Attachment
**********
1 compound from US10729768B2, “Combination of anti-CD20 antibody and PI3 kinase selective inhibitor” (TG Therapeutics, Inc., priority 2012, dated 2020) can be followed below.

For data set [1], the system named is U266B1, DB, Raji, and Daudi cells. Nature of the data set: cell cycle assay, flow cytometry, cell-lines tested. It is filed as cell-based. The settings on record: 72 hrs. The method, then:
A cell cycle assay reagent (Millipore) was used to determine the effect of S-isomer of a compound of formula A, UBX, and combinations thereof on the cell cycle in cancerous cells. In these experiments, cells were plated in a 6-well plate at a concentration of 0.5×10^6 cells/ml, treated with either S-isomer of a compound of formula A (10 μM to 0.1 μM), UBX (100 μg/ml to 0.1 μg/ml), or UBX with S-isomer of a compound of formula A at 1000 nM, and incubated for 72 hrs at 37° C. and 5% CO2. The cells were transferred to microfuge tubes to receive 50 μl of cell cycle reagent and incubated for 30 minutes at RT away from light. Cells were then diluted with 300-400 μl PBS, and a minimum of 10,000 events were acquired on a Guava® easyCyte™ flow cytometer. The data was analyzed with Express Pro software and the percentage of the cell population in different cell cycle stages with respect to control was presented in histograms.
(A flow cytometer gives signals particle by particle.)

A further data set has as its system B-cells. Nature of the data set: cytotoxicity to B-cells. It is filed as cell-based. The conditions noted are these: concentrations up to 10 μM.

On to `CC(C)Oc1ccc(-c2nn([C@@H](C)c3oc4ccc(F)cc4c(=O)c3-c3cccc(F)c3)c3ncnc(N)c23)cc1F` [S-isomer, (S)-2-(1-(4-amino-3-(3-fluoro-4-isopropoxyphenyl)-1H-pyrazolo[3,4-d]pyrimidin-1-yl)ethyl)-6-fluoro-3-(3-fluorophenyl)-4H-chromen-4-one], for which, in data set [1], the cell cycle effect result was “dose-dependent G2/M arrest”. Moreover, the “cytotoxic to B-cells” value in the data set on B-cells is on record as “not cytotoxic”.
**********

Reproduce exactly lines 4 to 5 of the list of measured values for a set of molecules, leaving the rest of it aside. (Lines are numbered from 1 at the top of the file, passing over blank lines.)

(A flow cytometer gives signals particle by particle.)

A further data set has as its system B-cells. Nature of the data set: cytotoxicity to B-cells. It is filed as cell-based. The conditions noted are these: concentrations up to 10 μM.